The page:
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Portuguese man-of-war again thwart channel swim

  • COURTESY PHOTO
    Australian long-distance swimmer Penny Palfrey began an attempt yesterday to swim the 72-mile crossing from Kaena Point on Oahu to Kauai.
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Painful Portuguese-man-of-war were again the downfall of Australian long-distance swimmer Penny Palfrey who called off her second attempt to become the first person to cross the 72-mile channel between Oahu and Kauai last night.

Palfrey had been in the water for 7 hours and 39 minutes when she called off the effort after swimming 16 miles from Kaena Point. She had hoped to complete the Kaiele Waho Channel swim in 30 to 40 hours. Her escort boat took her out of the water and she spent the night on Kauai and was to hold a Waikiki news conference later today.

On Openwatersource.com, Palfrey wrote: “I’m so sorry. I felt so bad for being so determined to do it with everyone who has helped me. But the jellyfish hurt. In the end, I didn’t know when there was a new one (that was going to sting me again).”  

In April, Palfrey ended her first attempt at the Oahu-to-Kauai channel crossing after 12 hours because of Portuguese man-of-war stings.

Last night she wrote: “I got hit over and over again, but I was right on the same pace as before. I thought I might have been going a little slower than before, but I was at 16 miles around the 7 hour mark. The jellyfish were hanging off of my arms on both sides. I had them on my hands too as I was trying to get them off. But I couldn’t get them off, their tentacles were wrapped around my arms. They were all over the place. Then I got hit right in the face and that really hurt. But the one which stung me on my ear is what is really hurting now.”

A spokeswoman for Palfrey clarified that it was Portugese man-of-war, which are a related species but are not jellyfish, that caused the stings.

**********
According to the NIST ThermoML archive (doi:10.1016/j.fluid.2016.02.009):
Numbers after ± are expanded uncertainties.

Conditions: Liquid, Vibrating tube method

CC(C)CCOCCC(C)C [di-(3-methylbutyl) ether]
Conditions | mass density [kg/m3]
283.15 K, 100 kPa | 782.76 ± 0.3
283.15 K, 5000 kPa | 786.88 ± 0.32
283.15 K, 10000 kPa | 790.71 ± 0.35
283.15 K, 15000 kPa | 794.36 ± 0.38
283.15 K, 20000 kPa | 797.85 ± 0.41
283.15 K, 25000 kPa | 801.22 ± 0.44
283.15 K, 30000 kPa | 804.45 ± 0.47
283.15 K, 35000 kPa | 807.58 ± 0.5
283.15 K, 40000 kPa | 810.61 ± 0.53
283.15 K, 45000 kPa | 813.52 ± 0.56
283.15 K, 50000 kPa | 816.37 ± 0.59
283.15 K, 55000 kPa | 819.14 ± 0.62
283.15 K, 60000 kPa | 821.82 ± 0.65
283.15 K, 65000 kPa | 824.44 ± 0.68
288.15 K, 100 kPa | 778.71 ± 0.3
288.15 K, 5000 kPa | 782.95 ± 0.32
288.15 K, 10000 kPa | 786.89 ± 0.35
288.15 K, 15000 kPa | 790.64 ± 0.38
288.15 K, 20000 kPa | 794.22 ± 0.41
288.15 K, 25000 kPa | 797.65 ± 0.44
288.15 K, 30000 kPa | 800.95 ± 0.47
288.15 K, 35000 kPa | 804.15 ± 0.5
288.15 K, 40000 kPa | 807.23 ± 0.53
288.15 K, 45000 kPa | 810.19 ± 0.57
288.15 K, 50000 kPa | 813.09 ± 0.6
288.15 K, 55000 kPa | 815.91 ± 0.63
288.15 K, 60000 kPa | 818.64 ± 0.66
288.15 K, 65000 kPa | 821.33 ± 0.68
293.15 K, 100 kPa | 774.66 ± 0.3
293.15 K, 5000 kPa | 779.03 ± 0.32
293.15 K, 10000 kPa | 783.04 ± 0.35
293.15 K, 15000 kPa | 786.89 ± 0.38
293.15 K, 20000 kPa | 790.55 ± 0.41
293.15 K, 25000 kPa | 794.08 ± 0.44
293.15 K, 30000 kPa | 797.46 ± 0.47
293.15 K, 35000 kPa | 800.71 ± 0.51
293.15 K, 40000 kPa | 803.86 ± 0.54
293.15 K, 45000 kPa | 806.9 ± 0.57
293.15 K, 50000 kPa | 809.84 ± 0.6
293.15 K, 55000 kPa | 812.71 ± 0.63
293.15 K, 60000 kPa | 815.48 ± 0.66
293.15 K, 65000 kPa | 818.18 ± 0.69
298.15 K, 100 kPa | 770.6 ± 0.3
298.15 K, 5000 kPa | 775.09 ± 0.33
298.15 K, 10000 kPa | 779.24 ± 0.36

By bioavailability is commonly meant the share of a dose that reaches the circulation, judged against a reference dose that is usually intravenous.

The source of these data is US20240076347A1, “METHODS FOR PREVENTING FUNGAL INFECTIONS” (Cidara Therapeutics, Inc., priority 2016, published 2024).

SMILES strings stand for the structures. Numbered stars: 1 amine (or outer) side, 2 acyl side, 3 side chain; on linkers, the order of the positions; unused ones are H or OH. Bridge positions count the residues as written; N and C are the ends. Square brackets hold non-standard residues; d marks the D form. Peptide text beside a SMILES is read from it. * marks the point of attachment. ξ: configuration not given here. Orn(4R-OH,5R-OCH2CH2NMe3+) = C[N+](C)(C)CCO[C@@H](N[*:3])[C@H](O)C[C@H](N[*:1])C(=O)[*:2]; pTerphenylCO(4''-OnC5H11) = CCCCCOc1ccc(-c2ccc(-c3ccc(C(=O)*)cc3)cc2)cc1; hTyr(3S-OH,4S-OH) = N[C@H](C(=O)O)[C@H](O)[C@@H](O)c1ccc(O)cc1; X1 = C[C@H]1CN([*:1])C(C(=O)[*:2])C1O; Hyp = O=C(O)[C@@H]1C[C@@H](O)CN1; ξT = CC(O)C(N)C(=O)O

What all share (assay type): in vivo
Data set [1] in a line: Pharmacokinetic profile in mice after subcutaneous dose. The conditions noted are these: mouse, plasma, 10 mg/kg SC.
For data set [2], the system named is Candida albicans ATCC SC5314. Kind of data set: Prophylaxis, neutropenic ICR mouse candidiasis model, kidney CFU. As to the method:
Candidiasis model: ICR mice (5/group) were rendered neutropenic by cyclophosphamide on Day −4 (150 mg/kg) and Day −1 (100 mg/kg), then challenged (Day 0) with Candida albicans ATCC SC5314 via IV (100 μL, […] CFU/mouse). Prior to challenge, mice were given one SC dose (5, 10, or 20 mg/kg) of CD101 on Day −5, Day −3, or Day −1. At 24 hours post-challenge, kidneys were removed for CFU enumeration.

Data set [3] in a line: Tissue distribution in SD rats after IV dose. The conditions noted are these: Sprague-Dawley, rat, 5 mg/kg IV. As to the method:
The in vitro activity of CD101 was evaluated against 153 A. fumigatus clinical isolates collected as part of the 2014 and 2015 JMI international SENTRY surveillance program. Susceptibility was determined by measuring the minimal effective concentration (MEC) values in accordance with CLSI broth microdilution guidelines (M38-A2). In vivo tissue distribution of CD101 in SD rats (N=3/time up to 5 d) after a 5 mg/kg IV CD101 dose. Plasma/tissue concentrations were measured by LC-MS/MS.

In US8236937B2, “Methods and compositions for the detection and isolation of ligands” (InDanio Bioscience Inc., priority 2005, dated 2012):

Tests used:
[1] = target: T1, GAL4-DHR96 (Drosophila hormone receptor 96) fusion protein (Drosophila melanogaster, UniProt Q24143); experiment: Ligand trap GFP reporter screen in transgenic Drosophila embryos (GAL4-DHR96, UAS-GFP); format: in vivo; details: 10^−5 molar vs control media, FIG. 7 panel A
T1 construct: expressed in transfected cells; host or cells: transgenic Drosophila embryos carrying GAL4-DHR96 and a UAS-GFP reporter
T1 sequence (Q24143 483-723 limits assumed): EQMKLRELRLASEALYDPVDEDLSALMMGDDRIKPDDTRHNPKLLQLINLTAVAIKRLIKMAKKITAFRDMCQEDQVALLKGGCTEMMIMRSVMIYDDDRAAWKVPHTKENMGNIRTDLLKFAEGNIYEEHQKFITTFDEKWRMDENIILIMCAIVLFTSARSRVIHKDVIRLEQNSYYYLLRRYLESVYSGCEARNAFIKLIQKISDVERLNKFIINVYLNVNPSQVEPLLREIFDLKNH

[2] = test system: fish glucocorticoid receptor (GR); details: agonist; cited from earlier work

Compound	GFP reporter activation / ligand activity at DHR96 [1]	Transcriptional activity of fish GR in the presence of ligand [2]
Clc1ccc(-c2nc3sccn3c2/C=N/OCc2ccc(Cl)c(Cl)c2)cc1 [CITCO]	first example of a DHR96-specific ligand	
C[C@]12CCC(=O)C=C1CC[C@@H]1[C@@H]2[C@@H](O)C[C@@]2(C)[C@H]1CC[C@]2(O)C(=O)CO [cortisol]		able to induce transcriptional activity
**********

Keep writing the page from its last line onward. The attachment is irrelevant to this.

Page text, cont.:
Palfrey began her swim at 11 a.m. yesterday. She said she swam through 3-5 foot swells in the last major channel in the Hawaiian Islands to be uncrossed. The temperature in the water was 78 degrees.

“The jellyfish are preventing me from finishing – or perhaps they are protecting me from the cookie-cutter sharks that want to take a bite out of me,” Palfrey added.

She used two Shark Shields — which create a low yield electrical field around the swimmer, but has no long term effect on fishes — as protection. 

Her escort boat had been lined with glow sticks for a long night of swimming. Two kayaks also escorted her during the swim.

In the end, Palfrey wrote: “I can prepare for distance, tides and other things under my control. But there are things you cannot prepare for, like jellyfish. During the previous attempt when I got hit by one jellyfish, I thought it was a one-off, especially since others have swum in the other channels and not been hit. Even in my Maui-to-Lanai and Hawaii-to-Maui swims, I hit ocean swells and currents, but I didn’t hit jellyfish. I think I can do the distance, currents and swells, but the jellyfish were still there.”

 

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